Saturday, October 29, 2016

90 companies accountable for more than 60 percent of greenhouse gases

Just 90 companies are accountable for more than 60 percent of greenhouse gases

Dan Drollette, Jr. is a science writer/editor and foreign correspondent who has filed stories from every continent except Antarctica.

There’s a tendency to think that when it comes to climate change, we’re all equally at fault—and if everyone is to blame, then no one is to blame. But now it’s possible to identify the contributions of individual companies, thanks to the work of researchers such as Richard Heede. What he found is revealing: A handful of companies bear a lot more responsibility for climate change than others, having pumped much more carbon into the atmosphere.

And Heede proved this by spending nearly 12 years collecting and analyzing data from a variety of publicly available sources, pinning down which companies have contributed what percentage of greenhouse gases to the atmosphere since the dawn of the Industrial Revolution—and then named names. Sometimes working alone for long periods while squirreled away in a houseboat on San Francisco Bay, Heede laboriously put together a sort of enormous jigsaw puzzle of facts, painstakingly chasing down obscure skeins of data to come up with the big picture.

Some of the results were astonishing, such as that the number of companies responsible for the majority of the carbon in the atmosphere was so small that “[Y]ou could take all the decision-makers and CEOs of these companies and fit them on a couple of Greyhound buses.” He’s found that although there are thousands of oil, gas, and coal producers around the world, just 90 entities are responsible for 63 percent of all the industrially produced carbon dioxide and methane being emitted into our atmosphere.

And nearly half of that carbon was pumped into our atmosphere in just the past 30 years.

Read more in Bulletin of the Atomic Scientists

… but I would say that there are actually more like 83 companies that are responsible for the bulk of climate change, plus seven countries for which we didn’t have any corporate data—for things such as Chinese, Polish, and North Korean coal production, for example. I called these companies and countries the “carbon majors” in my paper for Climactic Change. But our focus was really on the corporate sector, whether it be state-owned oil companies—such as those in Saudi Arabia, Norway, Venezuela, to name a few—or investor-owned companies.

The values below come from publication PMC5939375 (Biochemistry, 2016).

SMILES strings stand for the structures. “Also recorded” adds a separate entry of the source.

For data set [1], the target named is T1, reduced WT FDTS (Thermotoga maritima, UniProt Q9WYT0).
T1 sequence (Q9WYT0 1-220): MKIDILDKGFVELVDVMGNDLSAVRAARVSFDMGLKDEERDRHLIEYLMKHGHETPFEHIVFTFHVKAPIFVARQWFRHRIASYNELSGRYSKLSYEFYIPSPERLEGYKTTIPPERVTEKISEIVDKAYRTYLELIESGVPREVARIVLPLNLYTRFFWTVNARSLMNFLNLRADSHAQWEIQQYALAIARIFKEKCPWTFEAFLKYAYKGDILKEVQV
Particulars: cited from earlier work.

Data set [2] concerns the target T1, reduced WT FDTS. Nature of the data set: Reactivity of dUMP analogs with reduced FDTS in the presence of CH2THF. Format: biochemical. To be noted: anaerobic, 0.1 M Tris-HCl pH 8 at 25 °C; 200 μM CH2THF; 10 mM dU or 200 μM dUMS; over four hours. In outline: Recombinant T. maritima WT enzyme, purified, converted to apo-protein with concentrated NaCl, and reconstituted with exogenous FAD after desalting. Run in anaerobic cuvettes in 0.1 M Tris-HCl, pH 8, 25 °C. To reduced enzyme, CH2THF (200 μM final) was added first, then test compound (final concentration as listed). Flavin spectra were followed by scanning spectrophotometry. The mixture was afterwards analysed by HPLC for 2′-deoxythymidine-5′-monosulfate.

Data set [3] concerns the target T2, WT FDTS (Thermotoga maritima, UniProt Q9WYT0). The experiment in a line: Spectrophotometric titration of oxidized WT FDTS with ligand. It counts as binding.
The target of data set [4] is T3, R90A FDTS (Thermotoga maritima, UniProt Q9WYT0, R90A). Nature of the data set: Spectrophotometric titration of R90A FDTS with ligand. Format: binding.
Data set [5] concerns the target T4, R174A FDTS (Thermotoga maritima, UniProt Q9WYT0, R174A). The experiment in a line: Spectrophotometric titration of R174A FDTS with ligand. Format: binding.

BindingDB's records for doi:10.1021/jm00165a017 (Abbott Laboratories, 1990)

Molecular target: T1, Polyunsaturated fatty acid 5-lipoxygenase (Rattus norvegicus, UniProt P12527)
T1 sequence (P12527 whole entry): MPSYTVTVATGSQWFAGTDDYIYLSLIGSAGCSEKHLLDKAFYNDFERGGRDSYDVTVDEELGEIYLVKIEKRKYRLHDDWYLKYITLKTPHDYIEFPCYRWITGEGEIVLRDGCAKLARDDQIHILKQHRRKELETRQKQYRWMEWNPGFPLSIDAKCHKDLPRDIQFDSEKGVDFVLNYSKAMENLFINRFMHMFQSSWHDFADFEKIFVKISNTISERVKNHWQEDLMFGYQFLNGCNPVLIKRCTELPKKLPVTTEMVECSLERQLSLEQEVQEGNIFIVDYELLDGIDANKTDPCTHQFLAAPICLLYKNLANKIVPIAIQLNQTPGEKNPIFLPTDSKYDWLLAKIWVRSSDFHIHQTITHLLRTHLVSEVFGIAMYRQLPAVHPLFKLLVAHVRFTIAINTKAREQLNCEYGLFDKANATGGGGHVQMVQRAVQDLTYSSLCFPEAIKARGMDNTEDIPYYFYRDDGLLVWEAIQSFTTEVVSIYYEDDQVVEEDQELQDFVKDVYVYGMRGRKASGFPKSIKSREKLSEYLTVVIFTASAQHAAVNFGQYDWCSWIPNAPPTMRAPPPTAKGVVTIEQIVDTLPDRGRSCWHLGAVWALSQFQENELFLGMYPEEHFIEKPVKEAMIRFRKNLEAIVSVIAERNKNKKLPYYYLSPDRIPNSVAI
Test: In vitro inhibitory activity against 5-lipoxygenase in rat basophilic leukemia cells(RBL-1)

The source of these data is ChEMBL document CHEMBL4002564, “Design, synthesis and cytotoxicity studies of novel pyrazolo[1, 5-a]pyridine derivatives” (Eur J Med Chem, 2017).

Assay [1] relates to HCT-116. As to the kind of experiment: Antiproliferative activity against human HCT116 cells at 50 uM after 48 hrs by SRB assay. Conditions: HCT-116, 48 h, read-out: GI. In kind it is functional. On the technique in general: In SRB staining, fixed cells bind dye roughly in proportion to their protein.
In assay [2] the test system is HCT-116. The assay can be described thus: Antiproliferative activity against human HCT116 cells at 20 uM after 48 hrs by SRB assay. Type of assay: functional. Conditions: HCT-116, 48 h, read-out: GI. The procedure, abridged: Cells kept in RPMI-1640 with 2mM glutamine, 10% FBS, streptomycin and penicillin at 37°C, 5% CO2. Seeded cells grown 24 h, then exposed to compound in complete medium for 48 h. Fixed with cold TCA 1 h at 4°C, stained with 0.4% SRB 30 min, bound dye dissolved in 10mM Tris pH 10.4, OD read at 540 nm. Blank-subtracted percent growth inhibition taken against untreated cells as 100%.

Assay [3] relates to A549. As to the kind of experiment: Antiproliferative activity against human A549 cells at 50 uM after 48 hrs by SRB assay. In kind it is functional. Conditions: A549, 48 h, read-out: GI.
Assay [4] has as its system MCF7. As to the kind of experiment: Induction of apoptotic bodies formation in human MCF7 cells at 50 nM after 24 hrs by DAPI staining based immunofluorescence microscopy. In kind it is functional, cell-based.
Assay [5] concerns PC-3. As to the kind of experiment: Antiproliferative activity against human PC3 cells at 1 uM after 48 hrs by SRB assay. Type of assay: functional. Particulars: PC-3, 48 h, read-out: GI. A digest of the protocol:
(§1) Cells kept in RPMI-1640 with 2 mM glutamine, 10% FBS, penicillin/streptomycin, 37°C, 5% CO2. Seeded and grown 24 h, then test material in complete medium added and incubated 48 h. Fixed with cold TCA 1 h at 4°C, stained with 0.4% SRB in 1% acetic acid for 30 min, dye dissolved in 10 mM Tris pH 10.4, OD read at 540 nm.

I do this in part by drawing upon a corporate history we have built of fossil fuel production converted to carbon dioxide emissions by consumers who buy the products that ExxonMobil, Chevron, and everybody else distributes and markets.

Obviously, the focus was on oil, gas, and coal companies, but we also included six cement companies.

BAS: Cement companies?

Heede: Oh yes, definitely. Their emissions were certainly large enough to meet the minimum threshold to be included in our study, which was 8 million tons of carbon per year.

BAS: How do cement-makers pump carbon into the atmosphere?

Heede: In the industrial cement-making process, you heat calcium carbonate to make cement, which drives off carbon dioxide as an industrial waste product. And I’m only counting the carbon that is driven off in the cement-making process as an industrial waste product; that’s not including the considerable energy input it takes to get and keep the kilns hot enough to make cement, whether it be the burning of coal or tires or the use of electricity or what have you to create the heat.

The cement-making companies contribute a significant amount. I forget the exact ratio but it’s about a ton of CO2 for each ton of cement. And they’re making millions of tons of cement per year, so you’re obviously talking about cement-making companies producing millions of tons of carbon. Globally, the cement companies account for 3-to-4 percent of global industrial emissions.

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